A sand bottom has very little oxygen going through it as it is stagnant. But gravel, even if it is just sitting there has water flowing all through it. But if we give it a little help and push a little water through it, multitudes of creatures colonize it causing it to be a huge eco system.

Tiny tube worms, brittle stars, pods and bacteria completely fill every void. Those tube worms filter the water and the brittle stars remove particles. Very little detritus is left and a little detritus is good because it even provides more living space for those creatures which hate clean, sterile places to live sort of like Ozzie Osborn.

Those tiny creatures can breed in multitudes feeding smaller fish like pipefish, mandarins, dragonettes and anything that eats pods. I have many of those fish, they are all spawning and I never have to feed them.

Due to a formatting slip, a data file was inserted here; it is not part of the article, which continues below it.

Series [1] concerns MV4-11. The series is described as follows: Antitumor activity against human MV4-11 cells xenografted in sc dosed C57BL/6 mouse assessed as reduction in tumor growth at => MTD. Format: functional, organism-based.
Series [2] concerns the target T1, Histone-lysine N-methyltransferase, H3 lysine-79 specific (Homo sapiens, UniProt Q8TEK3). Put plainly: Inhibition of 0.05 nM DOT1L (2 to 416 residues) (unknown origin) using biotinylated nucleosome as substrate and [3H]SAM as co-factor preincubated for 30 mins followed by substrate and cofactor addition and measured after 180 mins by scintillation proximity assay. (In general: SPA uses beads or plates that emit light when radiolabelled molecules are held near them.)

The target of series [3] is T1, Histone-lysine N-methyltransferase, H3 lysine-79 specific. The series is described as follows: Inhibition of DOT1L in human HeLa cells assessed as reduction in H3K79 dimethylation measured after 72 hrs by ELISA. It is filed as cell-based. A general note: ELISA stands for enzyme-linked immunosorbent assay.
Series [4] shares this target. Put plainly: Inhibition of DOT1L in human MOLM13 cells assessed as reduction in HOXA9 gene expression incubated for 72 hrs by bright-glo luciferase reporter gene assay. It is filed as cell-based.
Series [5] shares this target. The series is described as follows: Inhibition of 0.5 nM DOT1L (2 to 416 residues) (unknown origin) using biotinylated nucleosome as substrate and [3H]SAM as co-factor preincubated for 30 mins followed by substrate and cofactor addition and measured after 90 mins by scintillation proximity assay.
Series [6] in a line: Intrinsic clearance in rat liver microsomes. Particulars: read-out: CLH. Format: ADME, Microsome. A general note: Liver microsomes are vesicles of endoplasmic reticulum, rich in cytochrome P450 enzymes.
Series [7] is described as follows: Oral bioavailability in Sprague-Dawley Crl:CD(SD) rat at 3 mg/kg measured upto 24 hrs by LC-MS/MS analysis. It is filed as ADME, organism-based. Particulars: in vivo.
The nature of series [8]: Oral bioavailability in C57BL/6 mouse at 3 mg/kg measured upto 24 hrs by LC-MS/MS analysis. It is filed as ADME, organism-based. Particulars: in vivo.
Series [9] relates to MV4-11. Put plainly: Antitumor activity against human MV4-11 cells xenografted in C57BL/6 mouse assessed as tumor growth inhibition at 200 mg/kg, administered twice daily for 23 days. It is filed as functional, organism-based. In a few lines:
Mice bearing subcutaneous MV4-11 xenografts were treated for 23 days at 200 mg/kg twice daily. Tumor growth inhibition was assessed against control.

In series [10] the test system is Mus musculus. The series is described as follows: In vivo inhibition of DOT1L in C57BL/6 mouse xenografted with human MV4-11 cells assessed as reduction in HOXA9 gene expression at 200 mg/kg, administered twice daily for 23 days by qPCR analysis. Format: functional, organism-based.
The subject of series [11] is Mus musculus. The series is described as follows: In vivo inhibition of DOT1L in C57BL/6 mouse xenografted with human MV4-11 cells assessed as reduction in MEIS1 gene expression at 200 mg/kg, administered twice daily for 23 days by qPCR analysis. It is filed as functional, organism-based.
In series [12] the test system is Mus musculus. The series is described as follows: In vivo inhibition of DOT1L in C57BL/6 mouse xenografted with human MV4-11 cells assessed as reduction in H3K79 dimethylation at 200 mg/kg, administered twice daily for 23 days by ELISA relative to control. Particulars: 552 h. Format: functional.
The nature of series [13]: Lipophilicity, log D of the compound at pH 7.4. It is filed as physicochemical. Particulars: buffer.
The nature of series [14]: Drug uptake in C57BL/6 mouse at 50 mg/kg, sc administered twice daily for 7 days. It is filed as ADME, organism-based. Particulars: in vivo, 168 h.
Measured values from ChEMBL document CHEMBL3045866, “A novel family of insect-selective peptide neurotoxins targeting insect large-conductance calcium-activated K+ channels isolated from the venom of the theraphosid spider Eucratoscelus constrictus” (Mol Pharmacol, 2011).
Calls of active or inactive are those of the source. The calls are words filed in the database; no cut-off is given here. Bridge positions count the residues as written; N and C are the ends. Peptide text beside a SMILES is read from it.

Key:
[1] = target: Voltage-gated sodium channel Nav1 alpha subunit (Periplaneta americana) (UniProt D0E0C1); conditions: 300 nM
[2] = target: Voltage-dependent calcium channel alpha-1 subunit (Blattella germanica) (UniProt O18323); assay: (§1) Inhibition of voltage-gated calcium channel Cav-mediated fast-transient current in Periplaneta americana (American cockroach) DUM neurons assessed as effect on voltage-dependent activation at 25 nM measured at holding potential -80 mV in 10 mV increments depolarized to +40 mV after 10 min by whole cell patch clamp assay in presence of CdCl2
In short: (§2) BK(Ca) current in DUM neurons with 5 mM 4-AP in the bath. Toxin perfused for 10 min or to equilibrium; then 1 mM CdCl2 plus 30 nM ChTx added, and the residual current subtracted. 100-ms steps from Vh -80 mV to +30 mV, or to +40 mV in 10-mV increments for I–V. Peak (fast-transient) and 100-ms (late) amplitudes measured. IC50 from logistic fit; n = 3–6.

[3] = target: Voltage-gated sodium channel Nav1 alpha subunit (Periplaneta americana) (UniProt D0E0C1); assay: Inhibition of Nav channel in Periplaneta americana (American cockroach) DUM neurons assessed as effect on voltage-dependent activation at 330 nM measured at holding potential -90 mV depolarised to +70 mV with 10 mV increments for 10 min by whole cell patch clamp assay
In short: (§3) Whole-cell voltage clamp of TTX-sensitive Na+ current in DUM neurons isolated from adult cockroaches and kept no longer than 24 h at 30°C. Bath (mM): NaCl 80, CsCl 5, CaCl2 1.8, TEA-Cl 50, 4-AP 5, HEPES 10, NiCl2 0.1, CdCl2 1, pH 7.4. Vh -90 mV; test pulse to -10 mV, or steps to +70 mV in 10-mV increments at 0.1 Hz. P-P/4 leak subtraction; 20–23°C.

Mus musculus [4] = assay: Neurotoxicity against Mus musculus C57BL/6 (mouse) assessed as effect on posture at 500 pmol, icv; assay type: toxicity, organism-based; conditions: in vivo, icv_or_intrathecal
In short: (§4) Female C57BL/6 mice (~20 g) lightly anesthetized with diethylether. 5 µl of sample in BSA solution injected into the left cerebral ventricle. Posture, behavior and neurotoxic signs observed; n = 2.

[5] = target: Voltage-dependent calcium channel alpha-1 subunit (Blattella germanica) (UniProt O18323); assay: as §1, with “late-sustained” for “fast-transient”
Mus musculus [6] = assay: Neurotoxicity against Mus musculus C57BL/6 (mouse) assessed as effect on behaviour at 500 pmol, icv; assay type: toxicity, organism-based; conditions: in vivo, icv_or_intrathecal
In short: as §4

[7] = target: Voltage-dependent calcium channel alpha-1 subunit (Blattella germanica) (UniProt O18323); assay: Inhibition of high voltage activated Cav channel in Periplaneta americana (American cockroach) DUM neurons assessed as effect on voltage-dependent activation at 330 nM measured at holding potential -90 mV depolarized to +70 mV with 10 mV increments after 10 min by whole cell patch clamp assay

This silly thing is the manifold I used for many years. I built a new one now but it is the same principal.
It is of course an old HOB filter. The three tubes coming out the bottom go to each of the 3 UG filter tubes.

The one on the left doesn't do anything and was a mistake, it is blocked.

Water is pumped into the thing from that hose on the left. I don't have a sump or I would have to divert some water from that to here.

I run about 250 GPH down each tube so about 500 GPH is pumped into the manifold where the water is evenly separated. Faster flow is no good, it has to be slow.